Lorentz Center

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## Generalizations of Symmetric Spaces |

Let X = G/H be a semisimple symmetric space. Eisenstein
integrals are functions on X which are essentially matrix coefficients of
K-finite vectors and H-fixed distribution vectors of (generalized) principal
series appearing in the Plancherel decomposition of X. These principal series
representations are constructed by means of induction from parabolic subgroups. The use of
different types of parabolic subgroups leads to different normalisations
of Eisenstein integrals. In the case of the group G ~ G \times G / diagonal(G)
the use of parabolic subgroups of the form P x P leads to (Harish-Chandra's)
Eisenstein integrals depending holomorphically on the
continuous spectral parameter, whereas the use of parabolic subgroups of the
form P x \bar{P} leads to differently normalized Eisenstein integrals with
singularities in that parameter (joint work with Job Kuit).
We will relate this issue of holomorphy to a new
convexity theorem (joint work with Dana Balibanu) for
semisimple symmetric spaces .
Group actions and
(hyper)k\"ahler structures Since at least the
late 1970s, moment-map techniques have been used to study actions of complex
reductive groups (e.g., linear and projective representations), obtaining
stratifications, and relating the collection of orbits in the original space to
a ``critical'' sub-collection of orbits by a maximal compact subgroup. Recent work of H. Heinzner,
G. Schwarz, and H. St\"otzel has extended these
approaches to actions of real reductive groups; interesting examples include
real projective representations and actions of real groups on flag
manifolds. Further examples of interest
can be obtained in certain hyperk\"ahler settings, where a 2-sphere of related actions can be
studied. These settings include complex
(co)adjoint orbits and cotangent bundles to flag manifolds. Issues involving computability of the hyperk\"ahler structures
arise, however.
A new class of
spherical varieties and their Borel orbits A J-irreducible monoid is the Zariski closure in
End(V) of the image of an irreducible representation of
an algebraic group. In this talk, using the theory of J-irreducible monoids, we 1. introduce a new
class of spherical embeddings of (complex algebraic)
symmetric spaces, 2. characterize the
parametrizing sets of their Borel
orbits, 3. study an example
in detail to test our theory. This talk is based
on our joint work with Roger Howe and Lex Renner.
Harmonic analysis on
reductive p-adic reductive symmetric spaces. We prove that
certain neighborhoods at infinity of a symmetric space identify to ones of
parabolic degeneration up to the action
of small compact open subgroups. This is done mainly
using asymptotic properties of Eisenstein integrals established some years ago
by Nathalie Lagier. These
identifications allow to use the
techniques due to Yiannis Sakellaridis and Akshay Venkatesh for the Plancherel formula of spherical varieties when the group is
split and the field is of characteristic zero. This leads to the Plancherel formula for general symmetric spaces (the group
is not necesseraly split and the characteristic of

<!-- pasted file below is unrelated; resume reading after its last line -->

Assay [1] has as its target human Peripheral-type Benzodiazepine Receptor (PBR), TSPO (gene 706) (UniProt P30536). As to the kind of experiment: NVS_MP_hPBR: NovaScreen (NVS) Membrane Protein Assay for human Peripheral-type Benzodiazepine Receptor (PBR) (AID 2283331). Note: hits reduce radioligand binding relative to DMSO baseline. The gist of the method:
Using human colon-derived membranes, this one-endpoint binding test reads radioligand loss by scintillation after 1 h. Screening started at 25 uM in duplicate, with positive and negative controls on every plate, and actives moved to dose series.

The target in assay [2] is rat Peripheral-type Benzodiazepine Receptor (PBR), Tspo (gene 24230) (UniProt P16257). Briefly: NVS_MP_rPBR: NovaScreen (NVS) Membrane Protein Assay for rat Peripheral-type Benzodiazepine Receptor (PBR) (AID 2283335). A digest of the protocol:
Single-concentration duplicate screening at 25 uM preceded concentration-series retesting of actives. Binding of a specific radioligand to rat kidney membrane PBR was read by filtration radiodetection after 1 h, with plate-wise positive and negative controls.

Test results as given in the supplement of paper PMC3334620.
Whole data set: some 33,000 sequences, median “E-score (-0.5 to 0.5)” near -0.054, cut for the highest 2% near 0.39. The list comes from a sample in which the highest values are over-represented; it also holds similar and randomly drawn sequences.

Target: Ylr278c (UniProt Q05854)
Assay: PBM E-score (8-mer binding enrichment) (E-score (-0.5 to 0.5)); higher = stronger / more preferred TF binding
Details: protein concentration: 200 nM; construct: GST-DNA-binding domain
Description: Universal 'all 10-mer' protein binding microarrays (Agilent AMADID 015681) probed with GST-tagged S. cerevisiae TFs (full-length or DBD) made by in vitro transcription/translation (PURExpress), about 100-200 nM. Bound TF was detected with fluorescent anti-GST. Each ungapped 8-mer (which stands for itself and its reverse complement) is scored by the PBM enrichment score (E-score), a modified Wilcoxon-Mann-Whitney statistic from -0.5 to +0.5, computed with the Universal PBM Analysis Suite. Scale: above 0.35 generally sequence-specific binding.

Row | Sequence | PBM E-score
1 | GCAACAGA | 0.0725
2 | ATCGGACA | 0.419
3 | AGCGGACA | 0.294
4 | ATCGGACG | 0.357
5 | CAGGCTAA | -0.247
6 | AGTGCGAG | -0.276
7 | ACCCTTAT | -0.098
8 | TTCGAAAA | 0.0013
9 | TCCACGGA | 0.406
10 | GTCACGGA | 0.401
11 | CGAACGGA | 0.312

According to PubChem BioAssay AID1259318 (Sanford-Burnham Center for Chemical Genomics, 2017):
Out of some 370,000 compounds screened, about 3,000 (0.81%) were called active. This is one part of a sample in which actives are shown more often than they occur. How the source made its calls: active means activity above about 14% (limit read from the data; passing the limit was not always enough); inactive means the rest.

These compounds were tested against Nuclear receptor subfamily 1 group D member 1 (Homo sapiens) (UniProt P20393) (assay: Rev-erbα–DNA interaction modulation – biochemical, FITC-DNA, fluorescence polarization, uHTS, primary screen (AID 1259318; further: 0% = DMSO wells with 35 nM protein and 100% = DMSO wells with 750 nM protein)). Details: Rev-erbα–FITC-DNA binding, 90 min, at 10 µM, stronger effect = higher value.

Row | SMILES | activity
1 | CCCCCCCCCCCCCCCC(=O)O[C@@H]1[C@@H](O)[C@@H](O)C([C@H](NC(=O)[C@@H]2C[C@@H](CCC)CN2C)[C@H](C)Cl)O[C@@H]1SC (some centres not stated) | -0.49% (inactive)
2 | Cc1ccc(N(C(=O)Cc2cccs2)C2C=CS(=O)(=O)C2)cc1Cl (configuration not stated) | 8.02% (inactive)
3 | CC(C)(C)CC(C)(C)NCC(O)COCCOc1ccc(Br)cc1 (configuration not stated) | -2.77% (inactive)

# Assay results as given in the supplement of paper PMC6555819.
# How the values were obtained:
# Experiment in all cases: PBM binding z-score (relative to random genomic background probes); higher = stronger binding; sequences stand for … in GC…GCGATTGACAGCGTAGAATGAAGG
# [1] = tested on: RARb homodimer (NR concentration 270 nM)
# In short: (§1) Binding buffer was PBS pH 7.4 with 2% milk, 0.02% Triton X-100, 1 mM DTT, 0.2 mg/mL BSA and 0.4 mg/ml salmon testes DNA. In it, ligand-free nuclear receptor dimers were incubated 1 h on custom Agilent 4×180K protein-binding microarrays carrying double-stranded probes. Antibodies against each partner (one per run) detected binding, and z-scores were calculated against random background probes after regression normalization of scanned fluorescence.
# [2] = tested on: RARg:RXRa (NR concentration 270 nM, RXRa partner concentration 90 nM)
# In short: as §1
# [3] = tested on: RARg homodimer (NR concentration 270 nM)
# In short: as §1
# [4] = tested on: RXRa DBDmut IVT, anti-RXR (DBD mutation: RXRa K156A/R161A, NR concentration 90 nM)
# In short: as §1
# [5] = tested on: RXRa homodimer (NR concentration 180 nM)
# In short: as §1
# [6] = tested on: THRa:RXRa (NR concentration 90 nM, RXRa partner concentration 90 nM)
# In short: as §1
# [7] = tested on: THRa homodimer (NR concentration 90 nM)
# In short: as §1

the field is simply different from 2)
In this talk, I
will review the geometry of S-representations of hyperbolic Kac-Moody
algebras and prove embedding results for the twin building. These results
describe the local structure of (conjectured) hyperbolic Kac-Moody
symmetric spaces
An introduction to Hermitian higher Teichmüller
theory Given a symmetric
space X and a group \Gamma one can study the geometry of the moduli space M(X,
\Gamma) of all locally symmetric spaces with universal cover X and fundamental
group \Gamma. For \Gamma a surface group and X the hyperbolic plane this is the
content of classical Teichmüller theory. In recent
years there have been many attempts to form "higher Teichmüller
theories" by studying M(X, \Gamma) for various classes of higher rank
symmetric spaces X and various classes of groups \Gamma. In these higher rank
situations rigidity rules out interesting moduli spaces for lattices, but one
can still study deformation spaces of smaller (typically Gromov-hyperbolic)
groups of infinite covolume. In this talk we
focus on the case where \Gamma is a surface group and X is Hermitian,
which is among the best understood cases. We will discuss various geometric and
dynamical conditions which ensure that an action of \Gamma on X is free and
properly discontinuous. Among these are maximality of
certain characteristic numbers, Anosov properties of
certain associated flows, regularity of boundary maps and positivity properties
with respect to the causal geometry of the associated Shilov
boundary. Some of these conditions admit a cohomological
reformulation in terms of bounded cohomology. We will
indicate how these cohomological conditions can be
used to establish properties of the representations in question. This is based
on joint work with Gabi Ben Simon, Marc Burger, Alessandra Iozzi
and Anna Wienhard.
Radon transforms
for limits of symmetric spaces In this talk we
explain some new results with Gestur Ólafsson on the possibility to define and invert horocyclic Radon transforms on inductive limits of
Riemannian symmetric spaces of non-compact type.
Spin covers of
"maximal compact" subgroups of real Kac-Moody
groups Let G be real Kac-Moody group, \theta a Cartan-Chevalley
involution of G and K the subgroup of G consisting of the elements fixed by
\theta. For example, if
G=SL(n) then K=SO(n). It is well-known that SO(n) admits a two-fold cover, the